Surfing. The sport and culture that seems so fun, laid back, and carefree in those campy 1960s movies like Gidget and Beach Blanket Bingo. Or outright scary after seeing Soul Surfer, the 2011 film about surfer Bethany Hamilton’s recovery and life after losing her left arm from a shark attack while surfing. But the reality is somewhere in the middle – surfing isn’t as frivolous or as horrific as Hollywood portrays it.
In general, surfing is considered a safe sport with a low injury rate compared to other sports, such as football and basketball. But just like other physical activities and sports, accidents happen, and injuries will occur. Injuries range from minor, like bruises, cuts and scrapes, strains and sprains, and overuse injuries, to major, like dislocations, broken bones, and head injuries. Though not truly an injury, surfers can also suffer from ear infections, as well as pain inflicted by nature, like jellyfish stings and sunburn. Statistics show the majority of injuries, and some of the more severe wounds, result from impacts with the surfboard itself – either from a surfer’s own board or that of another person.
Lacerations are the most common damage done to the body, particularly to the legs and torso, when surfing. They account for nearly half of all surfing-related injuries. And most lacerations come from the skegs, those 6- to 8-inch fiberglass fins with very sharp trailing edges. Statistics also show that the inexperienced surfer is more prone to get hurt, again, like other sports.
That is why surfboards geared toward beginners have soft surf fins. These soft plastic fins are designed with flexibility in the top and lack the sharp edge of traditional fins. On the plus side, this means a surfer will not get cut if the board’s fin hits them. But the drawback is performance. These safety surf fins degrade speed and drive, diminishing the forward momentum a surfer wants.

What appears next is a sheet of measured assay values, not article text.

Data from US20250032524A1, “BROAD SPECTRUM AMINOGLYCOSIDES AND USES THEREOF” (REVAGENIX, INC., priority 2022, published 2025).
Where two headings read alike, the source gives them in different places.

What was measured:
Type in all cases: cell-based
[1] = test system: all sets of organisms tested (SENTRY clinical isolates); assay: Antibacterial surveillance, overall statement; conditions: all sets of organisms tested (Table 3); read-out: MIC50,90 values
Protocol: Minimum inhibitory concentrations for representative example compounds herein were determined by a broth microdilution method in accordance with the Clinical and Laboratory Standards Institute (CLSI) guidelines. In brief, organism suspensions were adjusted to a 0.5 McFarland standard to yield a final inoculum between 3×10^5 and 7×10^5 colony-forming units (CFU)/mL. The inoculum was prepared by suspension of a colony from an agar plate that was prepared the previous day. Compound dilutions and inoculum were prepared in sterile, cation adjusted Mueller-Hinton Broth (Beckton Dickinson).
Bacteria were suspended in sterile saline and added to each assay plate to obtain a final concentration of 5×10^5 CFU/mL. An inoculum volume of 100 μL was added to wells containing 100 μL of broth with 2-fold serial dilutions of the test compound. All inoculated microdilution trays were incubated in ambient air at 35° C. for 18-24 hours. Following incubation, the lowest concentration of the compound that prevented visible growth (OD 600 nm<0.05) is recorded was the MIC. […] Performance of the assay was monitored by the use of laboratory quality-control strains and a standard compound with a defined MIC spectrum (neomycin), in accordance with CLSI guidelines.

Fins also help a surfer maneuver their boards, aiding with turns and movement along a wave as the surfer shifts their weight and adjusts their stance. But traditional soft surf fins bend when pressure is applied, again impacting a board’s behavior, hindering turns, particularly sharp, quick turns.
But surfers can have the best of both worlds, the protection of safety surf fins and the performance of a rigid fin. The award-winning Australian 3D GOHARD/Soft surf fins have a rigid core surrounded by a soft outer layer. This means surfers get all the speed and maneuverability of a hard fin with the safety that comes with a soft fin.
With anywhere from 23 to 35 million surfers worldwide, surfing is a popular form of recreation across the globe. With a little care and the right equipment, the risk of major injury is small, but the rewards are great. To quote the Beach Boys, “... go catch some rays on the sunny surf/And when you catch a wave you’ll be sitting on top of the world”.
Surf Fins | Thrusters